A mother died within hours of giving birth at home after a private midwife committed a horrifying catalogue of errors, an inquest heard.
Claire Teague, 29, was left bleeding in bed after Rosie Kacary allegedly pulled out her placenta following the delivery.
The midwife is also accused of failing to realise a large section of the placenta had not come out and not stitching a tear.
Simon Teague (left) leaves Windsor Guildhall on the first day of the inquest into the death of his wife, Claire Teague. Rosie Kacary (right) allegedly pulled out her placenta following the delivery
Mrs Teague complained to her husband, Simon, about feeling weak and in pain after the birth but Kacary left and only returned after ‘repeated contact’.
When she came back to the couple’s home in Woodley, near Reading, Berkshire, she discovered Mrs Teague had stopped breathing.
Instead of performing CPR on a firm area such as the floor, Kacary is said to have done it on the bed, where it was less effective.
Mrs Teague, who suffered haemorrhaging and three cardiac arrests, was taken to hospital by ambulance but died later that day.
Giving evidence in Windsor yesterday, Mr Teague said he and his wife lost a twin following an emergency caesarean at the Royal Berkshire Hospital in Reading in 2009. A girl, now three, survived.
Following the trauma, when Mrs Teague conceived again she wanted to give birth at North Hampshire Hospital in Basingstoke.
Claire Teague was rushed to the Royal Berkshire Hospital in Reading (pictured) after she stopped breathing at home following the birth of her child
But he said his wife was ‘brainwashed’ into having a home birth by the midwife, who insisted it was safe. Mrs Teague gave birth to their son, Harrison, at home at around 6am on August 1, 2010.
Her husband told the hearing he became ‘anxious’ as Kacary ‘pulled on the cord six or seven times in an aggressive manner’. He added: ‘Eventually the placenta came out with a lot of force and tugging.’
The midwife, he said, examined the placenta by torchlight in the dark bedroom and told the couple that parts remained in the uterus but would come out naturally.
Dr Helen Allott (pictured) said in good light it would have been apparent part of Mrs Teague’s placenta was missing
Mr Teague also said Kacary insisted a tear his wife suffered during the delivery was not serious enough to need a suture.
The midwife left at 10am. Mr Teague claimed that when she eventually returned and attempted to resuscitate his wife, she ‘didn’t seem to know what she was doing’.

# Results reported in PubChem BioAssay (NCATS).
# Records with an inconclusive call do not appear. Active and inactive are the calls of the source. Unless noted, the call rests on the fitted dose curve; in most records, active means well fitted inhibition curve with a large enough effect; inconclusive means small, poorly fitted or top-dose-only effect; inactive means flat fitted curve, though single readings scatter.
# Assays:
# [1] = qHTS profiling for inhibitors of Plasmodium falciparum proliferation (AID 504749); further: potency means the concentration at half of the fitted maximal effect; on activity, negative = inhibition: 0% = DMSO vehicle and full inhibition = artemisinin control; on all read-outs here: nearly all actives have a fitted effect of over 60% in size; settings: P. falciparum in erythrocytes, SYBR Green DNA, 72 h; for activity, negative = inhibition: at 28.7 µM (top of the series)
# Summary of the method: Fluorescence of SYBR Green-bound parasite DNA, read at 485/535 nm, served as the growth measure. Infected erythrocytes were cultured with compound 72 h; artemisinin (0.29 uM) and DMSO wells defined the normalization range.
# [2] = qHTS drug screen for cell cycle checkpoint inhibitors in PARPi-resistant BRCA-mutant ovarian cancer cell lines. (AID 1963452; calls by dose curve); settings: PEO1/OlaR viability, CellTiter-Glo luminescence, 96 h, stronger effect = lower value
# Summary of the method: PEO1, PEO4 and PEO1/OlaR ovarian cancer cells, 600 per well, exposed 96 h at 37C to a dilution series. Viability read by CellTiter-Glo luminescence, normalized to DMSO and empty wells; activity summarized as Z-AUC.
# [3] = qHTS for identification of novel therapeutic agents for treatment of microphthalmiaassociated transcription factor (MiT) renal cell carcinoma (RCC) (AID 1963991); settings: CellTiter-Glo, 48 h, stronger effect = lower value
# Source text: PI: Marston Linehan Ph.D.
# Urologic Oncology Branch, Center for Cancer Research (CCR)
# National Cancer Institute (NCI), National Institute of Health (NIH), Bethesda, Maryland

The inquest heard from a paramedic who described the ambulance that took Mrs Teague to the Royal Berkshire Hospital as ‘swimming in blood’.
Doctors established around a third of the placenta â€“ measuring 8in by 3in â€“ had not been delivered. Dr Helen Allott, a consultant gynaecologist, told the hearing haemorrhaging could be caused by a section of placenta remaining in the mother as it would prevent the uterus from contracting.
She also said the placenta should never be ‘tugged’ and the decision to have a home birth after previous complications was ‘high risk’.
Another doctor, Suad Hirsi-Farah, who treated Mrs Teague, said she had suffered a tear which would normally be stitched immediately in hospital under anaesthetic.
Mr Teague claimed Kacary expressed doubts about her own conduct. ‘She came up to me and said â€œI should have stayed longer, shouldn’t I?â€’ he said. But Kacary, 50, told the inquest she tried to pull out the placenta only three or four times. She said she believed it had emerged complete and would have recommended hospital treatment if she thought otherwise.
She denied claims she examined Mrs Teague in a dark room and said she attended refresher emergency medicine courses each year and had never been told to move someone on to a floor to perform CPR.
‘My whole practice has always been extremely kind and gentle and thoughtful and caring,’ she added. ‘I did the best I could under the circumstances.’
The midwife, who qualified in 1998 and has practised privately since 2003, has overseen 96 home births.
A post mortem examination found Mrs Teague died from lack of oxygen caused by severe haemorrhaging due to a retained placenta.
The inquest continues.